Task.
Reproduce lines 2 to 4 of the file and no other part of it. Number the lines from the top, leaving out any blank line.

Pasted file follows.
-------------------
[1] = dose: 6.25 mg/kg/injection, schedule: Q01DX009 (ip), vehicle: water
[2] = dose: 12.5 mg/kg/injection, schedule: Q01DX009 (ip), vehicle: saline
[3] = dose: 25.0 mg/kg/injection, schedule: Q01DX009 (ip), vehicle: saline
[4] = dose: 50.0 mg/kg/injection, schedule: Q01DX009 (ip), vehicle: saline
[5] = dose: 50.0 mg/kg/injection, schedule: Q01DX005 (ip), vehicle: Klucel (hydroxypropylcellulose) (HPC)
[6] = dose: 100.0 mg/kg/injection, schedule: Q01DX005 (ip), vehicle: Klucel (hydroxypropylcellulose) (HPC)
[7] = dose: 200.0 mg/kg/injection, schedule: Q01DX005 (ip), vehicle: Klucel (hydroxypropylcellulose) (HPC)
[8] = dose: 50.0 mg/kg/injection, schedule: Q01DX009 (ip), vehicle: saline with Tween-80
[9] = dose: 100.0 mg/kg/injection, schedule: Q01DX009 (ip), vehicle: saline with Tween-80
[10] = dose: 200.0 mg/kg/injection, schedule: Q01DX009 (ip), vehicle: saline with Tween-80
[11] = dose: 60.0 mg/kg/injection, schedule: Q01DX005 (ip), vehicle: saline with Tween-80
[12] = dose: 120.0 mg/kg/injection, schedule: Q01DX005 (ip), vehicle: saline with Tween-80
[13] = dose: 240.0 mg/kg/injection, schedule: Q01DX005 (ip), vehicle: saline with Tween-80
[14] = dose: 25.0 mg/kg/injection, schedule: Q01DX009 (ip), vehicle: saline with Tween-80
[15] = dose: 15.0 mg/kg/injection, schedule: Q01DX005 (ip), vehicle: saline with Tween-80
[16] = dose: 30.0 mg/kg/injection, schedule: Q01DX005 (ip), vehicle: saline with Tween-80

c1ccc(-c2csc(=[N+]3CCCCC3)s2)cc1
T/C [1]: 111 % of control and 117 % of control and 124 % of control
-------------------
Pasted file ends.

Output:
[2] = dose: 12.5 mg/kg/injection, schedule: Q01DX009 (ip), vehicle: saline
[3] = dose: 25.0 mg/kg/injection, schedule: Q01DX009 (ip), vehicle: saline
[4] = dose: 50.0 mg/kg/injection, schedule: Q01DX009 (ip), vehicle: saline